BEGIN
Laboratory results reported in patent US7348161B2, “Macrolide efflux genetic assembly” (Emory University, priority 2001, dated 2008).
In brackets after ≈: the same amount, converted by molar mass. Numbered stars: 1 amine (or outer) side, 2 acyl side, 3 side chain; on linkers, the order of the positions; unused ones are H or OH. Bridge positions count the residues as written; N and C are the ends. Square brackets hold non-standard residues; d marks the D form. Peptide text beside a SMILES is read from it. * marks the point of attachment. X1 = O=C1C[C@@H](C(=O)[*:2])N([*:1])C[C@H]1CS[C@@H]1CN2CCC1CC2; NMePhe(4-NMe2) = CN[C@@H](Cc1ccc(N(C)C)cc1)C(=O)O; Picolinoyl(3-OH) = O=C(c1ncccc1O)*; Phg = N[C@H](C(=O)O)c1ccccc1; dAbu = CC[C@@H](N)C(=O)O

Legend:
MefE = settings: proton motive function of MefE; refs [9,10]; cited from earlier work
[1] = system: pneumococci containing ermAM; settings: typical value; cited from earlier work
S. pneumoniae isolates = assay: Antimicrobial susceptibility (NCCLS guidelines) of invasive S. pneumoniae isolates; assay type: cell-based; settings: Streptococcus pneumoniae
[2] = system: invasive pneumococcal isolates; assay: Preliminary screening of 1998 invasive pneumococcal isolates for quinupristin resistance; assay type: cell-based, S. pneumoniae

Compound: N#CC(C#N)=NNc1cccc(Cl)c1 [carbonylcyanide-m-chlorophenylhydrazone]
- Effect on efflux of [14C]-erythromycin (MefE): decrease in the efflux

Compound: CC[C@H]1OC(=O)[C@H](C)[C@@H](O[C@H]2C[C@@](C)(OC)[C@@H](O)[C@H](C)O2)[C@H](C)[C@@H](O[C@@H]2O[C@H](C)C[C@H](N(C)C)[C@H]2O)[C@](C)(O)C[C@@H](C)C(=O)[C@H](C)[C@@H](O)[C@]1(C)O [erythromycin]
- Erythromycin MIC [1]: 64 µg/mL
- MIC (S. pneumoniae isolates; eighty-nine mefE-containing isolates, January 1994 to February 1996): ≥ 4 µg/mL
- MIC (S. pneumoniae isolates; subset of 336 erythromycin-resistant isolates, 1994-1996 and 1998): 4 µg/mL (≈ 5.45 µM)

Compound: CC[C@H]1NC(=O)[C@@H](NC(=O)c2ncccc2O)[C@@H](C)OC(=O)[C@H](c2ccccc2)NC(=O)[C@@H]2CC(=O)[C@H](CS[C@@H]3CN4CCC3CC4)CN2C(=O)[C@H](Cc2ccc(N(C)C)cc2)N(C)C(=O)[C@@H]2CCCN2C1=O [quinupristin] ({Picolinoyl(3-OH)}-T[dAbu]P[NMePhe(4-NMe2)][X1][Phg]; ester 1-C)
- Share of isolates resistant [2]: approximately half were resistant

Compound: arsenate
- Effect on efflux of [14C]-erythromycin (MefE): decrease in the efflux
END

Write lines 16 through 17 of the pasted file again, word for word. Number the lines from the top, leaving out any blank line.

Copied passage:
Compound: arsenate
- Effect on efflux of [14C]-erythromycin (MefE): decrease in the efflux